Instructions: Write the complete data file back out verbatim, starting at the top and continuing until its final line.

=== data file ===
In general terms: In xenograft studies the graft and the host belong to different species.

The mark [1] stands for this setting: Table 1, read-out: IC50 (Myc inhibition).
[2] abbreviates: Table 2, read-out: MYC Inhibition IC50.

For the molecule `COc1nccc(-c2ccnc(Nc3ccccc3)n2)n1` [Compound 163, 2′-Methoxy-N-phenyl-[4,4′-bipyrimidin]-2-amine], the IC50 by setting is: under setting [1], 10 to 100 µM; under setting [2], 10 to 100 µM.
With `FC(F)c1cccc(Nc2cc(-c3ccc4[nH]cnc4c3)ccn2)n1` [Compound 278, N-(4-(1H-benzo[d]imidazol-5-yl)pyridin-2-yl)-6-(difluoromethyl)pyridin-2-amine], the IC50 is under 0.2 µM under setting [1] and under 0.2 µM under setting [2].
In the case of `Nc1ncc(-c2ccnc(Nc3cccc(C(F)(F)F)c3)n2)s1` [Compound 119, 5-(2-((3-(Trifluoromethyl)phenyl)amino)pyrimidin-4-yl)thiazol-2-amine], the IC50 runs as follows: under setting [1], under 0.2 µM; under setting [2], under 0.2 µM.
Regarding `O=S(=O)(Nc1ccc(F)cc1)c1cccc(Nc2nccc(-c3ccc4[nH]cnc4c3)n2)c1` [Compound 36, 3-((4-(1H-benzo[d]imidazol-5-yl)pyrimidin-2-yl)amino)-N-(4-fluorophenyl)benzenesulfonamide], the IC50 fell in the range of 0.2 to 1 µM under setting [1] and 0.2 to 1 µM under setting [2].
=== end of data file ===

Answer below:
In general terms: In xenograft studies the graft and the host belong to different species.

The mark [1] stands for this setting: Table 1, read-out: IC50 (Myc inhibition).
[2] abbreviates: Table 2, read-out: MYC Inhibition IC50.

For the molecule `COc1nccc(-c2ccnc(Nc3ccccc3)n2)n1` [Compound 163, 2′-Methoxy-N-phenyl-[4,4′-bipyrimidin]-2-amine], the IC50 by setting is: under setting [1], 10 to 100 µM; under setting [2], 10 to 100 µM.
With `FC(F)c1cccc(Nc2cc(-c3ccc4[nH]cnc4c3)ccn2)n1` [Compound 278, N-(4-(1H-benzo[d]imidazol-5-yl)pyridin-2-yl)-6-(difluoromethyl)pyridin-2-amine], the IC50 is under 0.2 µM under setting [1] and under 0.2 µM under setting [2].
In the case of `Nc1ncc(-c2ccnc(Nc3cccc(C(F)(F)F)c3)n2)s1` [Compound 119, 5-(2-((3-(Trifluoromethyl)phenyl)amino)pyrimidin-4-yl)thiazol-2-amine], the IC50 runs as follows: under setting [1], under 0.2 µM; under setting [2], under 0.2 µM.
Regarding `O=S(=O)(Nc1ccc(F)cc1)c1cccc(Nc2nccc(-c3ccc4[nH]cnc4c3)n2)c1` [Compound 36, 3-((4-(1H-benzo[d]imidazol-5-yl)pyrimidin-2-yl)amino)-N-(4-fluorophenyl)benzenesulfonamide], the IC50 fell in the range of 0.2 to 1 µM under setting [1] and 0.2 to 1 µM under setting [2].